How Art Can Heal

Three patients at Shriners Hospital Chicago create pieces of beauty with a powerful message.

Art can bring out so many different emotions. For three patients at Shriners Hospital Chicago, recent class assignments — in photography, sculpture and graphic design — became an avenue for them to get very personal about their lives, and hopefully inspire others to look at the world around them and those with special needs differently.

A beautiful message

Growing up with a cleft lip and palate and treated at Shriners, Jocelyn Lee Williams definitely saw the weird looks and stares as well as the divide that grew between her and others too shy to talk to her. As a young adult, she now also knows the pity people feel when they see a child with cleft lip on TV.

So as a student at the School of the Art Institute of Chicago challenged in class to create a sculpture depicting the body, Jocelyn, 20, of Gurnee, used it to model something more personal. The result, a sculpture depicting muscle falling apart and wire to represent the surgeries she’s had, moved her teacher to tears.

“It’s something very relieving about putting what you feel about how you look and how you feel and putting it into a shape that you can actually see and touch for other people to understand as well. It’s an interesting emotion,” Jocelyn says.

The message she hopes the sculpture conveys is that there is no reason to feel badly or fear or pity someone who looks differently. “It is beautiful and it’s us, and there’s nothing wrong with us so being able to express that from my perspective to the world is very powerful and really freeing,” she says.

She’s already planning more art with that empowering messages.

The takeaway, Jocelyn hopes, is for people to learn about more cleft lip/palate and start to see it differently. But even more, it’s for “cleft kids who think that something’s wrong with them and nothing’s wrong.”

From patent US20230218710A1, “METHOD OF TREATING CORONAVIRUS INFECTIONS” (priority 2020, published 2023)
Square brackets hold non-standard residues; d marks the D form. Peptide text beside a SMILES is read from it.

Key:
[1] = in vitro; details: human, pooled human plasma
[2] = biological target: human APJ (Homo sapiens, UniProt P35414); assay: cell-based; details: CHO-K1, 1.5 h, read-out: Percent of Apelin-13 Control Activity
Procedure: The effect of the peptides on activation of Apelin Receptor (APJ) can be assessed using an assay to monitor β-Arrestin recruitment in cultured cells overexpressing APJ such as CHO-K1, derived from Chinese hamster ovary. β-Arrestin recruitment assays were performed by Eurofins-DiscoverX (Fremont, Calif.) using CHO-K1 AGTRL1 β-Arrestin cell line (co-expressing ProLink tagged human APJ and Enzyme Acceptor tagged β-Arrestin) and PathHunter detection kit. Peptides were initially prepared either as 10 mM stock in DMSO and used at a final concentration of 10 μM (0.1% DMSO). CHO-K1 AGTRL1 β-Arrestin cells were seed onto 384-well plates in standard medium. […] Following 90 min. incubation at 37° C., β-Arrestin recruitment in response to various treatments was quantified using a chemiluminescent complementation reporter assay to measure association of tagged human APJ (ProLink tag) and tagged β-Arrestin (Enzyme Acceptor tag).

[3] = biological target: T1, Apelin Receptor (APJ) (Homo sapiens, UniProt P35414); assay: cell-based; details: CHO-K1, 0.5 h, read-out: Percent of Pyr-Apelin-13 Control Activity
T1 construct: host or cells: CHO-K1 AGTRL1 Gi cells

Masked emotions

Sixteen-year-old Summer Nagele has been a patient at Shriners since she was 18 months old and diagnosed with infantile scoliosis. She says she came up with the idea of Masked Emotions for the final project of her digital photography class at Champaign Central High School.

“I knew it would be harder to get the photos taken, because I am immune compromised and quarantining, but felt it was important to show people that a mask cannot hide the true emotion of a person. I happened to have an appointment at Shriners while doing this project and many of the staff gladly helped when I asked,” she says.

While it started as a school project, Summer says it has turned into an accurate snapshot into the pandemic.

Among her favorite pieces were Bewildered, Dr. Kim Hammerberg, who she says goes above and beyond for his patients, and Happy is my Nurse, Linda Cree.

“I learned that the eyes could tell a story even in the most uncertain times. I also learned when asking if I could take pictures, kindness is still very much alive in people.

“As a 16-year-old who has been home since March 13, 2020, I had the opportunity to see real emotion, despite the mask that they were wearing to protect both me and them. This had a healing effect on my heart that has missed so much over the last year,” she says.

“I hope people will wear the mask and know that when they express themselves, others will not only see it, but feel it as well,” she says.

Graphic understanding

For most of her life, Natalia Villegas has had to find a way to help people better understand her super rare diagnosis of idiopathic multicentric osteolysis, a vanishing bone disease that literally causes her bones to disappear.

This year, when the 16-year-old needed to create a portfolio for her AP graphic design class at Elk Grove High School, she and her teacher came up with something intimately personal to do just that: She incorporated some of the many X-rays she’s had over the years in her designs. It’s both moving and meaningful.

The result, she hopes, is to help people better understand her rare disease and how her body must learn to adapt to what happens after the bones disappear. But even more, she says she hopes that it gives others a better outlook.

She’s completed 12 pieces for the portfolio, with three additional research pieces to supplement her vision.

Natalia, who has been in a wheelchair since first grade, says she has always been a creative person, using art as a way to work through the challenges facing her. “It kind of helps you emotionally to just help see everything and put everything together and if other people see it, you can kind of better understand what it is.”

Over the years, Natalia, who is kind and upbeat, says she’s learned that people need to help each other through difficulties in life.

When she graduates next year, she’s considering studying graphic design or radiology. The portfolio project has really sparked her interest in both.


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